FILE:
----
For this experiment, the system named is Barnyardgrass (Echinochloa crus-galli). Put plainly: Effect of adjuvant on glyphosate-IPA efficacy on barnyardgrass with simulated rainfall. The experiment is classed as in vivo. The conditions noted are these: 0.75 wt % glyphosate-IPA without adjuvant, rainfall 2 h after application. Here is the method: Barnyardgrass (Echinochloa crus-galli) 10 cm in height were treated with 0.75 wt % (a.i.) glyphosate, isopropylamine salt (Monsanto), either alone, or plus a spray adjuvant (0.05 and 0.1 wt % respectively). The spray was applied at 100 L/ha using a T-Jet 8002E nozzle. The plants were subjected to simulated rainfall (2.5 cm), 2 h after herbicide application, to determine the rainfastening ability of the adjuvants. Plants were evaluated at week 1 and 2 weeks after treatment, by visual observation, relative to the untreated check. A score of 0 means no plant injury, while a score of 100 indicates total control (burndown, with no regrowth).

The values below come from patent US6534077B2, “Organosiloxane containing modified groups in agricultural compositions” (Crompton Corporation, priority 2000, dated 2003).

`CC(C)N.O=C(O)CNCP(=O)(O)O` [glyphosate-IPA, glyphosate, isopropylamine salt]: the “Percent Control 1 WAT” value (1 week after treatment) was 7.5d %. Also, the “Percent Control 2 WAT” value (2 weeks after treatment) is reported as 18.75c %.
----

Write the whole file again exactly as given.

For this experiment, the system named is Barnyardgrass (Echinochloa crus-galli). Put plainly: Effect of adjuvant on glyphosate-IPA efficacy on barnyardgrass with simulated rainfall. The experiment is classed as in vivo. The conditions noted are these: 0.75 wt % glyphosate-IPA without adjuvant, rainfall 2 h after application. Here is the method: Barnyardgrass (Echinochloa crus-galli) 10 cm in height were treated with 0.75 wt % (a.i.) glyphosate, isopropylamine salt (Monsanto), either alone, or plus a spray adjuvant (0.05 and 0.1 wt % respectively). The spray was applied at 100 L/ha using a T-Jet 8002E nozzle. The plants were subjected to simulated rainfall (2.5 cm), 2 h after herbicide application, to determine the rainfastening ability of the adjuvants. Plants were evaluated at week 1 and 2 weeks after treatment, by visual observation, relative to the untreated check. A score of 0 means no plant injury, while a score of 100 indicates total control (burndown, with no regrowth).

The values below come from patent US6534077B2, “Organosiloxane containing modified groups in agricultural compositions” (Crompton Corporation, priority 2000, dated 2003).

`CC(C)N.O=C(O)CNCP(=O)(O)O` [glyphosate-IPA, glyphosate, isopropylamine salt]: the “Percent Control 1 WAT” value (1 week after treatment) was 7.5d %. Also, the “Percent Control 2 WAT” value (2 weeks after treatment) is reported as 18.75c %.